• I considered that C and D strongly suggest G major because, together, they are the IV and V chords. It could also suggest E minor, where they appear as the VI and VII chords. (Actually, those two chords could suggest any mode of G major.) But no matter which you choose, the E major chord is never in the mix. It's middle note—G♯—always sours that possibility. In fact, that's the note that makes the E major chord (or key or scale) major and not minor. And, of course, we'd expect to see G in G major, not G♯. So we need to disqualify G major and E minor as possibilities.

  • I considered C major and D major as possible keys. But these fall on their face for the same reason E major did: the other two chords can't be built on those scales and the V chord from those keys does not appear.

So there is no tonal center, no home chord, no key. It's OK. Not all music does. Not all music needs to. (See the @Michael Curtis comment.) This is not to say you can't have C and D chords in a piece that's in E major. They certainly could appear as borrowed chords. The same goes for an E major chord in the key of G major or E minor. But for that to be the case, you'd first need to establish that key. This progression doesn't do that.

You put a tag for "Key Signatures" in your question, so I'll address that. Strictly speaking, you can write any piece of music with any key signature, but the best candidates here are E major/C♯ minor and G major/E minor. E major has sharps on F, C, G, and D. So that would necessitate using a natural on the C, G, and D notes when they occur in the C and D chords. Plus, the key signature of E major and the first chord being E major would lead most people to assume that the piece is in E major. (That's on them, but we don't want to lead them astray on purpose, either.) So E major is probably not ideal. If we use G major/E minor, only one note needs an accidental, and that's the G♯ in the E major chord. The key signature suggests the piece may be in G major or E minor, but the first chord casts that in immediate doubt, which is a good thing. A musician who looks at the score will immediately see that they need to take a deeper look.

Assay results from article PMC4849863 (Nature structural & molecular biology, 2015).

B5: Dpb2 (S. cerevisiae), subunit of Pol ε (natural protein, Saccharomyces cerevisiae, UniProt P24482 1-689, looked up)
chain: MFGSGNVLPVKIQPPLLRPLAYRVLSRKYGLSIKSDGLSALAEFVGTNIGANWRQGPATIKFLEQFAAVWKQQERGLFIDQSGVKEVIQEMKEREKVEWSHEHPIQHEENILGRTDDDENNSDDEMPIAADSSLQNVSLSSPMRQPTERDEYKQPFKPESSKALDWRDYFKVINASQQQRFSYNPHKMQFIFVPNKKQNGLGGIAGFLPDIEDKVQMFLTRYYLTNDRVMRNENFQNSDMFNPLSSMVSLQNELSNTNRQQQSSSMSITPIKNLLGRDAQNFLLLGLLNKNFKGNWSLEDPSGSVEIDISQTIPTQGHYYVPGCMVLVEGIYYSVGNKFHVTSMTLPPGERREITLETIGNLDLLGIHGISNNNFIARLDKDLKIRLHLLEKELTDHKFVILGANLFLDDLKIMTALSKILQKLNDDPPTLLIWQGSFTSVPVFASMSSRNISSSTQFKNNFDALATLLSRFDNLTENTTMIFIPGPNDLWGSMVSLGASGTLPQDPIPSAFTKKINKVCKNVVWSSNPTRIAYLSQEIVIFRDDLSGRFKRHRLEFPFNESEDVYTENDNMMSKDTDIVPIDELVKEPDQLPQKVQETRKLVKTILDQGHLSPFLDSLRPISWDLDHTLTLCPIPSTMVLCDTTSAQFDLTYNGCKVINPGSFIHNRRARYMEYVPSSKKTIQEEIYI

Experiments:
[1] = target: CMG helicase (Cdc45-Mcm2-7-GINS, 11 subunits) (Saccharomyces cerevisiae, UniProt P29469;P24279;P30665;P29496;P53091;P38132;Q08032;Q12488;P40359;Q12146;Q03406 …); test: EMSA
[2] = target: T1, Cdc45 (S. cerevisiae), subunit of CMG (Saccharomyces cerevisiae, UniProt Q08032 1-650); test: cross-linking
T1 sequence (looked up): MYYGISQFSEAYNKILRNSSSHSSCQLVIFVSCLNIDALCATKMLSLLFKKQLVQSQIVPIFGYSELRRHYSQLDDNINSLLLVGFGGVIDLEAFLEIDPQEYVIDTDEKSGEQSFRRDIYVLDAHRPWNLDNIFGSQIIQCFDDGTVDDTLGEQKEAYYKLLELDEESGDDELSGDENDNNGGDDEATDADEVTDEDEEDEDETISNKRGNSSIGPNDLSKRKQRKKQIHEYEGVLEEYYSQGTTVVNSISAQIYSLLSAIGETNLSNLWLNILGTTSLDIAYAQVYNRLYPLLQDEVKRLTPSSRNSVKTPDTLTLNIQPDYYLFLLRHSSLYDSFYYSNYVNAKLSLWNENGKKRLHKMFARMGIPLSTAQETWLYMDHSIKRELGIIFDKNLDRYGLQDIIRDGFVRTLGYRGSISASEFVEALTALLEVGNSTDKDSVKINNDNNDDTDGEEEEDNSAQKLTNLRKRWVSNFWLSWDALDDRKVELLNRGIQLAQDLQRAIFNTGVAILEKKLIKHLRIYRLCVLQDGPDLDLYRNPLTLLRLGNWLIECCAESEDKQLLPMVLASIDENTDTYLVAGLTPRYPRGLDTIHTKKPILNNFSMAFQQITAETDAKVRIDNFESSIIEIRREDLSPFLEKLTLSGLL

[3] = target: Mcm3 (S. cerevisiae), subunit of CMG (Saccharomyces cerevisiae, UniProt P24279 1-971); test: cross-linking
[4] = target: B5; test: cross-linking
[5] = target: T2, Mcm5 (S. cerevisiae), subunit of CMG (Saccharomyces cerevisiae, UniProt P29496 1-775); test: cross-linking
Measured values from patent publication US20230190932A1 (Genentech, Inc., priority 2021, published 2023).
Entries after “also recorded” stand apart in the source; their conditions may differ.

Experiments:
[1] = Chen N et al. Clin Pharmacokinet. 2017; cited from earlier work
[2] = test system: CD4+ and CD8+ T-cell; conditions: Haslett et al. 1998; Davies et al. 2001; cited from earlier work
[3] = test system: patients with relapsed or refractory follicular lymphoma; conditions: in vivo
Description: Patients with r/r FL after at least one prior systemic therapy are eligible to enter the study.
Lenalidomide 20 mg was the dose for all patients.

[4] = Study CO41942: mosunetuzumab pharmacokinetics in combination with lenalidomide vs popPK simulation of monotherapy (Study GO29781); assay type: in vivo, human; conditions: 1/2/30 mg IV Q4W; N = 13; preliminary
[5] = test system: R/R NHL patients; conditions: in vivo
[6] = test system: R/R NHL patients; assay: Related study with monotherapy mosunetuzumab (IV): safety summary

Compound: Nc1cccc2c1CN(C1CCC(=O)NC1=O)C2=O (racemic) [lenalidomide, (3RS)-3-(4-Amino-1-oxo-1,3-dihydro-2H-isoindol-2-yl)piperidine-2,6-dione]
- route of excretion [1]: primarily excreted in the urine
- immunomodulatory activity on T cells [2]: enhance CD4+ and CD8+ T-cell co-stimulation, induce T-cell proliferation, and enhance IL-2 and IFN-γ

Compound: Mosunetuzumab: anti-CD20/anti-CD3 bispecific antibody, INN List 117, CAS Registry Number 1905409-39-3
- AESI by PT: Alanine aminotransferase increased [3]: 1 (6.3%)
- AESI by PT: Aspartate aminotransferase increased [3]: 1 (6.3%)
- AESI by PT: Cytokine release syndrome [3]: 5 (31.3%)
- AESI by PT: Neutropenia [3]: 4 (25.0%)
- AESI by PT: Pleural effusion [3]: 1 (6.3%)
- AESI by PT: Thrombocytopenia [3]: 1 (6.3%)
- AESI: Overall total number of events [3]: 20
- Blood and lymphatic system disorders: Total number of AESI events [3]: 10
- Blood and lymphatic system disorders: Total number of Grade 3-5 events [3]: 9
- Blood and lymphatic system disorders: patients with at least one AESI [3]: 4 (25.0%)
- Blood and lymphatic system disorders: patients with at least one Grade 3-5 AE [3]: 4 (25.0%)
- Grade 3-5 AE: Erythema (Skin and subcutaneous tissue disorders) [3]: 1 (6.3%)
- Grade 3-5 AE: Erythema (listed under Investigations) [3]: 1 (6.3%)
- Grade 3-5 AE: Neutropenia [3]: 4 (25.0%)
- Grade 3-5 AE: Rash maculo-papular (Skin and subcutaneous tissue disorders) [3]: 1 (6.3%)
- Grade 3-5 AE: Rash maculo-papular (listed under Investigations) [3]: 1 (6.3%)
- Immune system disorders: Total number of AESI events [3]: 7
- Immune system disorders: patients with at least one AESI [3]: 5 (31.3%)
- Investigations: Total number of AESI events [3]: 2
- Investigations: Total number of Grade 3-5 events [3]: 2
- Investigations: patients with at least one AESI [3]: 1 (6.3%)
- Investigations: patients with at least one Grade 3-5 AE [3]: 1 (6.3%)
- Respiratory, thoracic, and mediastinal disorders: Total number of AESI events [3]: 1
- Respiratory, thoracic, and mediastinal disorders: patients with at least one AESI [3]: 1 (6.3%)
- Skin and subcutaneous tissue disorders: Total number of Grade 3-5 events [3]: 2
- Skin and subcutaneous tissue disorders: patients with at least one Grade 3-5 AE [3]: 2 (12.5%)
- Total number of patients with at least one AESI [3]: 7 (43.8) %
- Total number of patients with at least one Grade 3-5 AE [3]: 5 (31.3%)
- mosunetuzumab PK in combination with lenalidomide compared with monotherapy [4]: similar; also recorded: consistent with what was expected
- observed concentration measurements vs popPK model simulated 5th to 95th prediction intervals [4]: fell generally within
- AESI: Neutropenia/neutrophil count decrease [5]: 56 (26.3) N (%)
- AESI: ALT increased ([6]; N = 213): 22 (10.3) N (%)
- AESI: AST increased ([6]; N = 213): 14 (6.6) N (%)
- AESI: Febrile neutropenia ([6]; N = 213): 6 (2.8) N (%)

As for what scale to use to improvise a solo, there are at least a couple approaches. You could try to figure out a scale that works over all three chords or you could switch the scale with each chord or some of the chords. My comment suggests the former. The answer by @piiperi gives you suggestions of how to do the latter.

I chose B pentatonic minor (same notes as D pentatonic major) because all the notes (B D E F♯ A B) work over all three chords and it successfully avoids any flavor of G. G would be fine over the C and D chords, but it would clash with the G♯ in the E major chord.

You'd have to be mindful of your use of A over the E chord and F♯ over the C chord, since those are only a semitone away from notes in the respective chords, but they still work as passing tones and neither creates a major/minor ambiguity.

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I suspect there's a tonal centre of E major. I, bVI, bVII, I is not a diatonic progression in any one key, but it's a pretty common one in today's music.